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Out of Our Minds - A Call for Creativity


I love this picture. Maybe, if our school leadership team had got together when they were three years old rather than now when they're in their forties and fifties, this is how it would have looked. The guy in the black and white stripey top is the one who, forty years later, will become the timetabler; the lad with the fair hair who's just sitting there on the floor, chatting to his mate, will become the Pastoral Deputy. I think the young lady with the strawberry on her T-shirt is probably the Headteacher-Elect as she has the air of a strategist poring over a battle plan, a bit like Winston Churchill did in World War II. And the other two girls? Well, they're just making a mess. Or are they designing a knowledge-based curriculum, working on the school prospectus or rebranding the school uniform? Who knows. But one thing is clear. They are totally absorbed whatever they're up to.


Fast forward forty years and the mess has all gone. Once a week they come together in their smart suits for two hours of dry debate and dreary decision making. The paints are off the table, replaced by a pot of Bic biros; the guy in the black and white stripey top doesn't paint trees any more, but he's a whizz with Excel and PowerPoint. As for the forty-three year-old headteacher, she hasn't got huge colourful canvases out on the board room table any more; just a copy of the School Development Plan. And the guys sitting on the floor are still having a chat about the football results. Dullsville United are going to get relegated again this season, it seems.


What's happened to creativity? Are we too tired? Too embarrassed to get the coloured pencils, the scissors, glue and paints out now we're adults? Is it all a waste of time, a distraction?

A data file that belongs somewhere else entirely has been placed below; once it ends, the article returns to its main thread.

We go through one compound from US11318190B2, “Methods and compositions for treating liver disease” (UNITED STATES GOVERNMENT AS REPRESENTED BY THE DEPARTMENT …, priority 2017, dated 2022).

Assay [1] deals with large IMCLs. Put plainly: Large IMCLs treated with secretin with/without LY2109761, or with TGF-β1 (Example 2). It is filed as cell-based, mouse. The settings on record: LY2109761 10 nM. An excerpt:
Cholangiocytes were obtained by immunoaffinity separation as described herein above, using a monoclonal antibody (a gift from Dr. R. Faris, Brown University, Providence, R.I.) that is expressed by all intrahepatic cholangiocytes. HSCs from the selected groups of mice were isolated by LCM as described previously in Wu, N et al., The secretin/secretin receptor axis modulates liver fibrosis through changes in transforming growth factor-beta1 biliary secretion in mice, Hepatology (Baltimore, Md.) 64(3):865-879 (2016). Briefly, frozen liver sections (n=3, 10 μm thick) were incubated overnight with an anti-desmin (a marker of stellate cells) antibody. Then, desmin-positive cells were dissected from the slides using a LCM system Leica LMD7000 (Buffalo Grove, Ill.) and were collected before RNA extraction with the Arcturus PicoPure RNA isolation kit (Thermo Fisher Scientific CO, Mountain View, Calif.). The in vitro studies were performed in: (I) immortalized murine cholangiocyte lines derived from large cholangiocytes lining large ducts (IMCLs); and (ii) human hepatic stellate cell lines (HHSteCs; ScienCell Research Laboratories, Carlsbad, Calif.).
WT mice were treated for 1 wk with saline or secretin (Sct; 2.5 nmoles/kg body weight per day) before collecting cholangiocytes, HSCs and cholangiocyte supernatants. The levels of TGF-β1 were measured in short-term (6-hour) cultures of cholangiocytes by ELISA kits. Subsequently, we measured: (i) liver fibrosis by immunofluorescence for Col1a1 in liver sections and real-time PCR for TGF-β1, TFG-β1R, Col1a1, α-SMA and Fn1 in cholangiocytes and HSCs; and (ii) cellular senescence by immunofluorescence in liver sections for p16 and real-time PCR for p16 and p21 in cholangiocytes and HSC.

Certainly not in our house where, after thirty years, my dear wife has finally resigned herself to the fact that my head is always buzzing with ideas. She knows that she's quite likely to get a text while shopping, asking her to buy things that will attract strange looks when she gets to the checkout. "What does a middle-aged woman want with 200 coloured lollipop sticks and slab of Plasticine?", they wonder. "It's for my husband", she'll explain, "he's a teacher."


Now, more than ever, in the face of this awful virus, we need people to be creative and not defeatist. Be innovative, Engage. Be brave. Be aware of the dangers by all means, but go into battle. Above all, please don't fold your arms like a disgruntled three year-old and refuse to co-operate until someone else sorts it all out for you.


The shepherd boy, David, was probably only primary school age when he killed Goliath. He was fed up with listening to this nine-foot giant boasting, But he didn't take him out with a lever-arch folder which contained his 500-page copy of Israel's Anti-Philistine Policy. No. He got creative. He made do with what he could find. Five smooth stones and a sling, so we are told.


So, if you're a school leader today who is trying to get your head around staggered break times while installing foot-operated hand sanitisers and dustbins in all your classrooms and who's just had a member of staff turn up at your door with a 'new and persistent cough' ... sit down with a coffee. Get some Play-Doh, finger paints, some cocktail sticks, marker pens and sugar paper out. Then call all your friends in leadership to come and sit around your table - at a social distance, of course - and make a real mess. You'll enjoy it enormously. And you might even be able to think a whole lot more clearly as a result.




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